I have something for you... okay, goodbye III.iii.308
aaaaarrrgggh, Desdemona is cheating on me!!!!!... silence! you have poisoned me with these thoughts. III.iii.343
That thing is pretty common... give it too me and leave me alone, the general is coming. Hello sir, how are you?... III.iii.309
You promised me that you would reinstate Cassio... Here you go... I don't have it with me... I wish I had never seen it... Why are you yelling at me so angrily? III.iii.50
She told my mother that as long as she kept it with her, my father would love and desire her. But if she lost it or gave it away, my father would start hating her and looking at other women. When she was dying she gave it to me and told me to give it to my wife when I got married. I did. So pay attention. Treat it as something precious. Losing it or giving it away would be an unspeakable loss, a loss like none other. III.iv.67
Bring Desdemona here. Tell us, Othello. I.iii.129
You have drugged her, poisoned her, or used witchcraft to get her to like you. I.iii.109
My story being done, She gave me for my pains a world of sighs: She swore, in faith, twas strange, 'twas passing strange, 'Twas pitiful, 'twas wondrous pitiful: She wish'd she had not heard it, yet she wish'd That heaven had made her such a man: she thank'd me, And bade me, if I had a friend that loved her, I should but teach him how to tell my story. And that would woo her. Upon this hint I spake: She loved me for the dangers I had passed, And I loved her that she did pity them. This only is the witchcraft I have used: Here comes the lady; let her witness it. I.iii.147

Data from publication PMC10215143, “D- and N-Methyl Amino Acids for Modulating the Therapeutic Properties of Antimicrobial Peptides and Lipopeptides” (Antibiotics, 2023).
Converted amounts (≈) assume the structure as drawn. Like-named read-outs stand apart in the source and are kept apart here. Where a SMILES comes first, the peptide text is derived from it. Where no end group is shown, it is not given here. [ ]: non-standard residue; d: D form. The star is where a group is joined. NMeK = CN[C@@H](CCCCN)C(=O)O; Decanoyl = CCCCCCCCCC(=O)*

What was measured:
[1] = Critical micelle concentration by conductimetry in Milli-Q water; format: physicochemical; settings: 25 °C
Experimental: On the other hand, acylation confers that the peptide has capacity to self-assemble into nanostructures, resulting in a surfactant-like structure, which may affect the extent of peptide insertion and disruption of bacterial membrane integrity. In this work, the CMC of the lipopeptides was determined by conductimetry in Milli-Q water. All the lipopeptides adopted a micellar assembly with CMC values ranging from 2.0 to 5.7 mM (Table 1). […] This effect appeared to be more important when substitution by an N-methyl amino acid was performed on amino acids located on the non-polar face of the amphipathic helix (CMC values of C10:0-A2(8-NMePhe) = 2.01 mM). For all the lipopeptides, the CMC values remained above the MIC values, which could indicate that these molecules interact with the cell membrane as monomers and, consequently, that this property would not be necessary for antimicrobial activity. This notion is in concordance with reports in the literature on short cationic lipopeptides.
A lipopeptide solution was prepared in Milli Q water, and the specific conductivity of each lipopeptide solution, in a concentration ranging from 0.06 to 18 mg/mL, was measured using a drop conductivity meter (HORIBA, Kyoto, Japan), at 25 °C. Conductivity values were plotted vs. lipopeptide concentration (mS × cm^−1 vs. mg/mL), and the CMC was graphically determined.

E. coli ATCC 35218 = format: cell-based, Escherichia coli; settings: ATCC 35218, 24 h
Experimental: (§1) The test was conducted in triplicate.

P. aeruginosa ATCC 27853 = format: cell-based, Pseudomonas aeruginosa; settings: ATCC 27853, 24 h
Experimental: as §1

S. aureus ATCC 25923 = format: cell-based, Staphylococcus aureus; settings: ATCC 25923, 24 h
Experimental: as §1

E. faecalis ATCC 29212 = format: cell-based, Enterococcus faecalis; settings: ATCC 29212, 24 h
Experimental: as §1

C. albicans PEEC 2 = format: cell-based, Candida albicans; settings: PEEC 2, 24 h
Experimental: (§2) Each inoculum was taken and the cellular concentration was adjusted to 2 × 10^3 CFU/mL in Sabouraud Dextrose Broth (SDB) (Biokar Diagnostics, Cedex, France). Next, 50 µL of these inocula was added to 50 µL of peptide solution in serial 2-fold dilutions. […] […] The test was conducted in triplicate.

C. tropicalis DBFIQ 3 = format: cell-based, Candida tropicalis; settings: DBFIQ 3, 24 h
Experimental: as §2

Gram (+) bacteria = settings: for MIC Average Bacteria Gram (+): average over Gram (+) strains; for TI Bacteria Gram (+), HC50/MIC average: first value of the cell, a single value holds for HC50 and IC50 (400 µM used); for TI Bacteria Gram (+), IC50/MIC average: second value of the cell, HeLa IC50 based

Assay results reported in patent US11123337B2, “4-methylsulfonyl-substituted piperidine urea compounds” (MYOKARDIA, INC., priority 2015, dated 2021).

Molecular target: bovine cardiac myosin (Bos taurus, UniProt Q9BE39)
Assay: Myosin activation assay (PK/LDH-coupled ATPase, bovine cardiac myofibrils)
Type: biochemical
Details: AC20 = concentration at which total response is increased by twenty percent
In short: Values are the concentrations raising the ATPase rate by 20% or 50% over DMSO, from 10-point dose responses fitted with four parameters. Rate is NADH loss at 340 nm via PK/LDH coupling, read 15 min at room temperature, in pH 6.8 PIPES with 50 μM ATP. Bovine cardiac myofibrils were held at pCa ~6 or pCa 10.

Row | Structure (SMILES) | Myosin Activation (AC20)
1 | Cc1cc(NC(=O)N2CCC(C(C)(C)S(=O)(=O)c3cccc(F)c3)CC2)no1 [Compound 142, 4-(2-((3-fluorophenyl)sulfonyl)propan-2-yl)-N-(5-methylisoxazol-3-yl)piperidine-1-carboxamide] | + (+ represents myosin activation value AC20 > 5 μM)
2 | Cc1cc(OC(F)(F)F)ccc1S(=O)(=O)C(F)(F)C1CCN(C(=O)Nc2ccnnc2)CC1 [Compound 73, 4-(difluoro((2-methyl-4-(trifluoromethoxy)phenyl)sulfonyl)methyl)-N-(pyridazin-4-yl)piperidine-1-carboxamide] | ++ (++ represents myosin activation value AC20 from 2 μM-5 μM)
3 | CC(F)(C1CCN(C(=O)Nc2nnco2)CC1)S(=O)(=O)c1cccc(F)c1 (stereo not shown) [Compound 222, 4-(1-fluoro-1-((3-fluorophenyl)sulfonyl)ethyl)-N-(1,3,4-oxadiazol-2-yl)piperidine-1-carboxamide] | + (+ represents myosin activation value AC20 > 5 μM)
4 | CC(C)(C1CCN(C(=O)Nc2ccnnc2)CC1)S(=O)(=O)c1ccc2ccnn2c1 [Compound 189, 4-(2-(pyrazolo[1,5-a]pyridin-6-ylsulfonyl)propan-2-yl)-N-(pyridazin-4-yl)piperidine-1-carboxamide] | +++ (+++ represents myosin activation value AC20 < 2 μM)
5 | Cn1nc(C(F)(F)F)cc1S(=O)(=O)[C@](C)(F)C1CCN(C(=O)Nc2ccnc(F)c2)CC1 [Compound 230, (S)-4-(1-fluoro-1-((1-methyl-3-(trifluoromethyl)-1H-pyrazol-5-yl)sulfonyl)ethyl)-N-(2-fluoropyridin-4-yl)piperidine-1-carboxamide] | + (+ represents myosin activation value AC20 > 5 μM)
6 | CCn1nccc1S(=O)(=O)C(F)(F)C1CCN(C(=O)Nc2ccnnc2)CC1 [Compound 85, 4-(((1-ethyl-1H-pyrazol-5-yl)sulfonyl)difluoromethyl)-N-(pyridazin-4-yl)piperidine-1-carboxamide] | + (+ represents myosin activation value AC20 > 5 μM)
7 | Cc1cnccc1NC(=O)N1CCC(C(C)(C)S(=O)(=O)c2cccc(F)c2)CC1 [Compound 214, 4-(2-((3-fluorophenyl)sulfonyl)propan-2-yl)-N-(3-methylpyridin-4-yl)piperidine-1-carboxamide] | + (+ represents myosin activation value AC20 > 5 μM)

This scene expresses internal conflict and is person v. self because Othello is being torn apart by the thought of Desdemona cheating on him. Before this Iago had told Othello to be wary of Desdemona because she might be cheating, he backs this statement up by saying that Desdemona tricked her father to be with Othello and she might trick him too. This scene propels the drama because after that statement Othello starts suspecting Desdemona, Iago then receives Desdemona's handkerchief and sees this as an opportunity to mess with Othello's unstable distress of mind.
This scene shows an external conflict and it is person v. person as Othello gets mad at Desdemona for losing the handkerchief. The handkerchief was given to Othello by his mother and when had powers, like when the wife loved it and kept it safe the marriage would last as long as the wife had it. This scene propels the drama because Othello doesn't know yet that Desdemona lost the handkerchief and he finds out by asking to see it when Desdemona can't present it, Othello sees this as proof that she is cheating on him.
This scene is an external conflict and is person v. person. When Othello is accused of using witchcraft, the Duke asks Othello to tell him what's going on. Othello responds by saying that the only witchcraft he used was his stories that Desdemona felt sympathy towards and started to love him back. This propels the drama because Brabantio refuses to believe that Desdemona could love Othello after he showed her all the other men. Iago has manipulated Brabantio into thinking that Othello is a bad person and that he stole Desdemona away from him.